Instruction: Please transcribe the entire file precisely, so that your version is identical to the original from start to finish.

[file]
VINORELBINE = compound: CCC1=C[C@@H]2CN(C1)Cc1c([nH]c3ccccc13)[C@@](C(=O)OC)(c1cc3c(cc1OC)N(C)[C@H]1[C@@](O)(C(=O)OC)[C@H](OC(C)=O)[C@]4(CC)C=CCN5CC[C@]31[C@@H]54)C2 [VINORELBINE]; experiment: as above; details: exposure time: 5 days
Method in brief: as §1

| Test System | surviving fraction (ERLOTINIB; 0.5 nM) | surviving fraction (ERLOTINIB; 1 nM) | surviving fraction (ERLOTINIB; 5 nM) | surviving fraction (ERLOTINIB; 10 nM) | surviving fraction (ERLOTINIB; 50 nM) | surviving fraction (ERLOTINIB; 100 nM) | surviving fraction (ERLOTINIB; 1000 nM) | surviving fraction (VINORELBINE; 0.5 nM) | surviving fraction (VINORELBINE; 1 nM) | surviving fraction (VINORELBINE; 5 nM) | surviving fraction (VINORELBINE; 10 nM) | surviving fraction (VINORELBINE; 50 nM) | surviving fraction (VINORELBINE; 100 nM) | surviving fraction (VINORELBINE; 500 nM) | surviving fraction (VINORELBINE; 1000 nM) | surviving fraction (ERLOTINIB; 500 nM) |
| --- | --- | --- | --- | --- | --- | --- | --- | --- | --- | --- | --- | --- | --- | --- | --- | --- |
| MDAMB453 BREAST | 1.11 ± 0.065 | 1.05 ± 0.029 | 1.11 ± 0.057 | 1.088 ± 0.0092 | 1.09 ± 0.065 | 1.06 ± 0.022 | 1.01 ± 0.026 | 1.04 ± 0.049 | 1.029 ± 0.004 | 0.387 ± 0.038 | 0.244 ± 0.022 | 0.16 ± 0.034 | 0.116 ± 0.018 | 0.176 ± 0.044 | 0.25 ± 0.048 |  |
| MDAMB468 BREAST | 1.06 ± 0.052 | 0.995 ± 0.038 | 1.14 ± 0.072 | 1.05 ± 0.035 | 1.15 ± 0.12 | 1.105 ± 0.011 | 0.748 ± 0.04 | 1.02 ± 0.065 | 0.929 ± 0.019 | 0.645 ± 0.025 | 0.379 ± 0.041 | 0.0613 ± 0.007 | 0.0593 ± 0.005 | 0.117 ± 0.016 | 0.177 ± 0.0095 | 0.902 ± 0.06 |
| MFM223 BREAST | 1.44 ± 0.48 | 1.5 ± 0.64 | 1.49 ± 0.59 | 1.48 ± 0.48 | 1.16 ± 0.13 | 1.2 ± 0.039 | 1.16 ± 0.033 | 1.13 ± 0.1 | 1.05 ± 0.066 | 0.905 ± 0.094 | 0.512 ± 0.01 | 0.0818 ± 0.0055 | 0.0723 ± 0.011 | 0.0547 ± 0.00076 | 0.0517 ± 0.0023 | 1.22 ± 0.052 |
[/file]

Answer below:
VINORELBINE = compound: CCC1=C[C@@H]2CN(C1)Cc1c([nH]c3ccccc13)[C@@](C(=O)OC)(c1cc3c(cc1OC)N(C)[C@H]1[C@@](O)(C(=O)OC)[C@H](OC(C)=O)[C@]4(CC)C=CCN5CC[C@]31[C@@H]54)C2 [VINORELBINE]; experiment: as above; details: exposure time: 5 days
Method in brief: as §1

| Test System | surviving fraction (ERLOTINIB; 0.5 nM) | surviving fraction (ERLOTINIB; 1 nM) | surviving fraction (ERLOTINIB; 5 nM) | surviving fraction (ERLOTINIB; 10 nM) | surviving fraction (ERLOTINIB; 50 nM) | surviving fraction (ERLOTINIB; 100 nM) | surviving fraction (ERLOTINIB; 1000 nM) | surviving fraction (VINORELBINE; 0.5 nM) | surviving fraction (VINORELBINE; 1 nM) | surviving fraction (VINORELBINE; 5 nM) | surviving fraction (VINORELBINE; 10 nM) | surviving fraction (VINORELBINE; 50 nM) | surviving fraction (VINORELBINE; 100 nM) | surviving fraction (VINORELBINE; 500 nM) | surviving fraction (VINORELBINE; 1000 nM) | surviving fraction (ERLOTINIB; 500 nM) |
| --- | --- | --- | --- | --- | --- | --- | --- | --- | --- | --- | --- | --- | --- | --- | --- | --- |
| MDAMB453 BREAST | 1.11 ± 0.065 | 1.05 ± 0.029 | 1.11 ± 0.057 | 1.088 ± 0.0092 | 1.09 ± 0.065 | 1.06 ± 0.022 | 1.01 ± 0.026 | 1.04 ± 0.049 | 1.029 ± 0.004 | 0.387 ± 0.038 | 0.244 ± 0.022 | 0.16 ± 0.034 | 0.116 ± 0.018 | 0.176 ± 0.044 | 0.25 ± 0.048 |  |
| MDAMB468 BREAST | 1.06 ± 0.052 | 0.995 ± 0.038 | 1.14 ± 0.072 | 1.05 ± 0.035 | 1.15 ± 0.12 | 1.105 ± 0.011 | 0.748 ± 0.04 | 1.02 ± 0.065 | 0.929 ± 0.019 | 0.645 ± 0.025 | 0.379 ± 0.041 | 0.0613 ± 0.007 | 0.0593 ± 0.005 | 0.117 ± 0.016 | 0.177 ± 0.0095 | 0.902 ± 0.06 |
| MFM223 BREAST | 1.44 ± 0.48 | 1.5 ± 0.64 | 1.49 ± 0.59 | 1.48 ± 0.48 | 1.16 ± 0.13 | 1.2 ± 0.039 | 1.16 ± 0.033 | 1.13 ± 0.1 | 1.05 ± 0.066 | 0.905 ± 0.094 | 0.512 ± 0.01 | 0.0818 ± 0.0055 | 0.0723 ± 0.011 | 0.0547 ± 0.00076 | 0.0517 ± 0.0023 | 1.22 ± 0.052 |